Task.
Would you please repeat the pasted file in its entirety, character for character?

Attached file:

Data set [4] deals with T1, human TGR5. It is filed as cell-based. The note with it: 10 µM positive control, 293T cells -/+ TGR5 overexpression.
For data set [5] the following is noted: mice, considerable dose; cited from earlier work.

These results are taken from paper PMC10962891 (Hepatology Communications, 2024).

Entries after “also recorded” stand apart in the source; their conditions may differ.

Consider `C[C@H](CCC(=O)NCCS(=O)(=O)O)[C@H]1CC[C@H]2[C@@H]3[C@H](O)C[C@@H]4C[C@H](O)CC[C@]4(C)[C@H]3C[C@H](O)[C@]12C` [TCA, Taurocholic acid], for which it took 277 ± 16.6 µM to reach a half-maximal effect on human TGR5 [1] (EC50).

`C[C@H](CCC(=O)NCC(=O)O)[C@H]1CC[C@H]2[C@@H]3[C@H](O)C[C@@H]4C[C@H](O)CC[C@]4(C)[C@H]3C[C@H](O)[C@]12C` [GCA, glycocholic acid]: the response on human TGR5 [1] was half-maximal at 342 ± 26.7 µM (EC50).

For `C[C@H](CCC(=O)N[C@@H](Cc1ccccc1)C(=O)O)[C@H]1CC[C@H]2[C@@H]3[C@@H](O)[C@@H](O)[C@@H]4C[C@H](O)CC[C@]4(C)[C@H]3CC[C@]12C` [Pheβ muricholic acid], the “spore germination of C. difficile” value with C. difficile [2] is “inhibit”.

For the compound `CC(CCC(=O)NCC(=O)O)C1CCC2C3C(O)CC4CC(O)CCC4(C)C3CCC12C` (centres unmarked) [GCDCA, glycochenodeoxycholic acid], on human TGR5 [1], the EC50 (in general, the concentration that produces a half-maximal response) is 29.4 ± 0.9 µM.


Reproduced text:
Data set [4] deals with T1, human TGR5. It is filed as cell-based. The note with it: 10 µM positive control, 293T cells -/+ TGR5 overexpression.
For data set [5] the following is noted: mice, considerable dose; cited from earlier work.

These results are taken from paper PMC10962891 (Hepatology Communications, 2024).

Entries after “also recorded” stand apart in the source; their conditions may differ.

Consider `C[C@H](CCC(=O)NCCS(=O)(=O)O)[C@H]1CC[C@H]2[C@@H]3[C@H](O)C[C@@H]4C[C@H](O)CC[C@]4(C)[C@H]3C[C@H](O)[C@]12C` [TCA, Taurocholic acid], for which it took 277 ± 16.6 µM to reach a half-maximal effect on human TGR5 [1] (EC50).

`C[C@H](CCC(=O)NCC(=O)O)[C@H]1CC[C@H]2[C@@H]3[C@H](O)C[C@@H]4C[C@H](O)CC[C@]4(C)[C@H]3C[C@H](O)[C@]12C` [GCA, glycocholic acid]: the response on human TGR5 [1] was half-maximal at 342 ± 26.7 µM (EC50).

For `C[C@H](CCC(=O)N[C@@H](Cc1ccccc1)C(=O)O)[C@H]1CC[C@H]2[C@@H]3[C@@H](O)[C@@H](O)[C@@H]4C[C@H](O)CC[C@]4(C)[C@H]3CC[C@]12C` [Pheβ muricholic acid], the “spore germination of C. difficile” value with C. difficile [2] is “inhibit”.

For the compound `CC(CCC(=O)NCC(=O)O)C1CCC2C3C(O)CC4CC(O)CCC4(C)C3CCC12C` (centres unmarked) [GCDCA, glycochenodeoxycholic acid], on human TGR5 [1], the EC50 (in general, the concentration that produces a half-maximal response) is 29.4 ± 0.9 µM.